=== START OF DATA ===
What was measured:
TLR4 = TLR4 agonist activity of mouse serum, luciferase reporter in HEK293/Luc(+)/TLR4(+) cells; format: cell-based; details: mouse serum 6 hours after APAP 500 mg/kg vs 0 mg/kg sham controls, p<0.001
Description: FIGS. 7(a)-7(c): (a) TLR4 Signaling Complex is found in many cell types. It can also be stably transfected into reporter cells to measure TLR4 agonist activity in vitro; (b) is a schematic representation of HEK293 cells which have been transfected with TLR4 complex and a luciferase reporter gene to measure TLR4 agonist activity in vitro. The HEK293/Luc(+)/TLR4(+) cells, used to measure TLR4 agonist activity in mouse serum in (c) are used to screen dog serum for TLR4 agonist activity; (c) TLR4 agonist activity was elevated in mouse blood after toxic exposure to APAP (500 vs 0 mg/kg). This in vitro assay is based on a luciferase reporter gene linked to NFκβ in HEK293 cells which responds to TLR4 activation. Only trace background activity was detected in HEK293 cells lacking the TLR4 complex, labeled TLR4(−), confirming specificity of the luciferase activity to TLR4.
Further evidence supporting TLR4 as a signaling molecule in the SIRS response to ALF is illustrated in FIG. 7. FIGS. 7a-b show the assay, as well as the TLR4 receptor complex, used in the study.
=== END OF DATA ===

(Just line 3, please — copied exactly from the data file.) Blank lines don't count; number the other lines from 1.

Description: FIGS. 7(a)-7(c): (a) TLR4 Signaling Complex is found in many cell types. It can also be stably transfected into reporter cells to measure TLR4 agonist activity in vitro; (b) is a schematic representation of HEK293 cells which have been transfected with TLR4 complex and a luciferase reporter gene to measure TLR4 agonist activity in vitro. The HEK293/Luc(+)/TLR4(+) cells, used to measure TLR4 agonist activity in mouse serum in (c) are used to screen dog serum for TLR4 agonist activity; (c) TLR4 agonist activity was elevated in mouse blood after toxic exposure to APAP (500 vs 0 mg/kg). This in vitro assay is based on a luciferase reporter gene linked to NFκβ in HEK293 cells which responds to TLR4 activation. Only trace background activity was detected in HEK293 cells lacking the TLR4 complex, labeled TLR4(−), confirming specificity of the luciferase activity to TLR4.